Q. This isn’t a question, but rather an observation. Now divorced, my husband and I started our home repair/renovation three years ago and in the process learned a lot about people, including each other. We needed more room and felt it was better to add than move. I was expecting, and the whole process of interviewing, designing, getting prices and permits was very stressful.
I’m a trained social worker and therapist, so I was well aware of ways to relate and deal with problems as they came up. I reflect now on how that didn’t help because of the things I didn’t see coming and couldn’t control, like timing. The drawings took a long time — longer than we expected, longer than we were promised. Hurricane Sandy had just happened, and everyone needed work done, so we understood that, but it still took a long time. Permits took even longer, and what neither of us understood was why just looking over the plans should have been such a delay. We knew that making the plans took a lot of twists and turns with ideas, building code problems, government changes during the whole thing, but looking them over should never have taken six months.
We started to argue about everything. There were a lot of tears, and with a new baby and working later to pay for all the things our insurance and the government program promised but didn’t deliver, the stress was just too much. Everyone deals with stress in their own way, and many times the emotions aren’t expressed. My husband just kept it all in and, ironically, with all my training, I couldn’t bring out the problems, get them out where we could discuss them and begin to solve them.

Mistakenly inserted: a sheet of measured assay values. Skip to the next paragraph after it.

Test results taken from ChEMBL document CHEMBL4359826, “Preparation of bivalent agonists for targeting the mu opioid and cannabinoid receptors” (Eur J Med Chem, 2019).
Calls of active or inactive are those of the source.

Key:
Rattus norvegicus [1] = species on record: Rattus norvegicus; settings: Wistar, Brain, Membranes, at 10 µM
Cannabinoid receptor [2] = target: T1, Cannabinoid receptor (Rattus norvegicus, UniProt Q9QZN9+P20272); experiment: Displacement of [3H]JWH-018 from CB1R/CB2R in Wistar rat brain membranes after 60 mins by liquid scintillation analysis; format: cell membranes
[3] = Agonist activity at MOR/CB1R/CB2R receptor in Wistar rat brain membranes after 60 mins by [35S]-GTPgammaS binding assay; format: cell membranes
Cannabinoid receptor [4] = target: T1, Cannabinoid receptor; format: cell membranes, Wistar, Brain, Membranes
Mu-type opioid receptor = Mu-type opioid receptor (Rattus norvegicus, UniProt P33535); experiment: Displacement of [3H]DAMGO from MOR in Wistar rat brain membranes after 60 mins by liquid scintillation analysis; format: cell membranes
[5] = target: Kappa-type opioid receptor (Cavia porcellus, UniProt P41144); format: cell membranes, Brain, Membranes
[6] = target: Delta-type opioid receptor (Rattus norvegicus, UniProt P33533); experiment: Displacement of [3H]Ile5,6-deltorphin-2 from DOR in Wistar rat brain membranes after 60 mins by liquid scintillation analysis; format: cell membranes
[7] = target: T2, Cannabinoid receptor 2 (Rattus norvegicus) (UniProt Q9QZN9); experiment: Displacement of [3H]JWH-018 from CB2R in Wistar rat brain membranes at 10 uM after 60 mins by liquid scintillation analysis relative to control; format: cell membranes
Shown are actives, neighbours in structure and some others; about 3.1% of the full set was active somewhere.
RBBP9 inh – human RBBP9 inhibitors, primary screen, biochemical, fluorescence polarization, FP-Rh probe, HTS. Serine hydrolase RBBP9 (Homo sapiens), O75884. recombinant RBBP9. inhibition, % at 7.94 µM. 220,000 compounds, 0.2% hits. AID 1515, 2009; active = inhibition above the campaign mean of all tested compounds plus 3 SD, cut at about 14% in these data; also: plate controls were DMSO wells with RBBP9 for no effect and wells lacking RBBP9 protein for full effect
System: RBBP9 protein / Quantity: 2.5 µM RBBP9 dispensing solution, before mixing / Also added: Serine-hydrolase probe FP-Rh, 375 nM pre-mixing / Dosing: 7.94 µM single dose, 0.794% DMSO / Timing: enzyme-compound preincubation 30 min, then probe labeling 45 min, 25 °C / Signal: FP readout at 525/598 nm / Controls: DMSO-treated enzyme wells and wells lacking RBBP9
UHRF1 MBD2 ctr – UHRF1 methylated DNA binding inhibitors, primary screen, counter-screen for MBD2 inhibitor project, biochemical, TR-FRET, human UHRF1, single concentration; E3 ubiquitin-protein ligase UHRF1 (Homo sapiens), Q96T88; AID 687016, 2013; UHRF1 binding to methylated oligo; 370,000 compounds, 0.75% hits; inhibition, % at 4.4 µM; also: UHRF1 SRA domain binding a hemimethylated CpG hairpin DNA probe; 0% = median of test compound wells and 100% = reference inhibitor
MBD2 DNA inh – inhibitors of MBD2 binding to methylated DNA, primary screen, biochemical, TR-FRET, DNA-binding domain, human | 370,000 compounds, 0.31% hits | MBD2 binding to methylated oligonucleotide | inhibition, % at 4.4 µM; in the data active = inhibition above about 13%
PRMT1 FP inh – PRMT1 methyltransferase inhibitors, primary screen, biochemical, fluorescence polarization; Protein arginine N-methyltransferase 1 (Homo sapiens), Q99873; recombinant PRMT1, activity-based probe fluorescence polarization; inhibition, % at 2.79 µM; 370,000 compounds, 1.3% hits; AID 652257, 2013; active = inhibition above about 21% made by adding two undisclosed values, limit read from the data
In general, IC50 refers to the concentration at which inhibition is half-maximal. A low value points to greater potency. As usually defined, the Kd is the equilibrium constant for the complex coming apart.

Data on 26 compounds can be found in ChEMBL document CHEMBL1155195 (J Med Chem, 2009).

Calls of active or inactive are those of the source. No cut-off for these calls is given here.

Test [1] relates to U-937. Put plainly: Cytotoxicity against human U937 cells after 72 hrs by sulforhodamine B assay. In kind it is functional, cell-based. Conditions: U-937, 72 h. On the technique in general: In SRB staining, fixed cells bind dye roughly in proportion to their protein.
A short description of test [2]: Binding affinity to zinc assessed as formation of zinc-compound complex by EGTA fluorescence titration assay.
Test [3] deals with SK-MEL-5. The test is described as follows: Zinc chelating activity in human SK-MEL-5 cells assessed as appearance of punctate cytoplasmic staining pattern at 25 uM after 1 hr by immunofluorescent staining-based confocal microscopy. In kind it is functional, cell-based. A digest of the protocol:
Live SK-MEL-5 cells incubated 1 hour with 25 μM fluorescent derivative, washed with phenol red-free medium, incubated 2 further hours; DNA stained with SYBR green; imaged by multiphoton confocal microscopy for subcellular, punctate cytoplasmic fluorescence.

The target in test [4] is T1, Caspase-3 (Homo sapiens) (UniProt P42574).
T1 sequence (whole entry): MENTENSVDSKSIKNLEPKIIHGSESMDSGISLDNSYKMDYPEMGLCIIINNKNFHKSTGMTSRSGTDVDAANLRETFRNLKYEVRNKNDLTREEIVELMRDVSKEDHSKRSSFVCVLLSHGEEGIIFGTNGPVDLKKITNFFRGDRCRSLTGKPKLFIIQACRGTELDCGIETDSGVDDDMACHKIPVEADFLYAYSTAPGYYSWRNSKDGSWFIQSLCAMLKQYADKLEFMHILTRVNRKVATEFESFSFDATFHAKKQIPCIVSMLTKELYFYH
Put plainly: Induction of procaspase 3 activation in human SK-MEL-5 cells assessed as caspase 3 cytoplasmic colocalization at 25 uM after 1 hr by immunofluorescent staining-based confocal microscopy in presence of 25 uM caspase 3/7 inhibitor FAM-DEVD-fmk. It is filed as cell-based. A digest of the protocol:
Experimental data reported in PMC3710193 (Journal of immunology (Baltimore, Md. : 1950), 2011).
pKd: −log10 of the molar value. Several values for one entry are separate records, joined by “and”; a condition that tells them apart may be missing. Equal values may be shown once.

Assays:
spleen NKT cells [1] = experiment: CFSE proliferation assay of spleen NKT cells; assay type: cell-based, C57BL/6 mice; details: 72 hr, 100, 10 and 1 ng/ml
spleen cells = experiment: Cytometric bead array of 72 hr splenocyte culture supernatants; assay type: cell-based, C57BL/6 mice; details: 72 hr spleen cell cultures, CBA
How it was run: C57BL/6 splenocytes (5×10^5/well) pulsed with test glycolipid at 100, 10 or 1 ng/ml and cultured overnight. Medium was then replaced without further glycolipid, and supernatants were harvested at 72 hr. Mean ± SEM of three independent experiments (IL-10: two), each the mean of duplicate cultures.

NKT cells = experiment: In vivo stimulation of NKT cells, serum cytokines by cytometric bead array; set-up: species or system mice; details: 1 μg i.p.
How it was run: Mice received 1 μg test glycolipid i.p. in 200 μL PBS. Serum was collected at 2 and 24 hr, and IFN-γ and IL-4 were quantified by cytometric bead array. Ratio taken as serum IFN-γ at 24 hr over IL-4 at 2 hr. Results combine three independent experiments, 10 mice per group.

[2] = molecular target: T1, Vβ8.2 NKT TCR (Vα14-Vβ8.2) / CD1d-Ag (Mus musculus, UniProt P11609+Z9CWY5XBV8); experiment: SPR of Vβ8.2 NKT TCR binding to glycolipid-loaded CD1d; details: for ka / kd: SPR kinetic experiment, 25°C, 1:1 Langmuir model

All those people involved in our project in some ways contributed to the stress. I can honestly say that they changed our lives, and not in a good way. The most insensitive people in the process seemed to be the contractor and the building examiner. Both took most of the time and frustrated us by the way neither could really tell us what we needed to know. The contractor kept the prices hidden, only giving us a total number and refusing to explain or break down the numbers so we could understand why everything cost more. He started out like he was our best friend, but changed to a no-show most of the time, leaving everything to a worker who would look at us and then do whatever he wanted, with no explanation as to why.
During the construction, the building inspector stopped by, probably because the architect asked him to, because we discovered that the contractor had done things incorrectly and didn’t want the inspector to see them. We felt vulnerable, not assured. At least the architect came when we called, unlike our neighbor’s architect, who they never called or saw again.
A. Communication changes everything. Thanks for writing.
© 2015 Monte Leeper. Readers are encouraged to send questions to email@example.com, with “Herald question” in the subject line, or to Herald Homes, 2 Endo Blvd., Garden City, NY 11530, Attn: Monte Leeper, architect.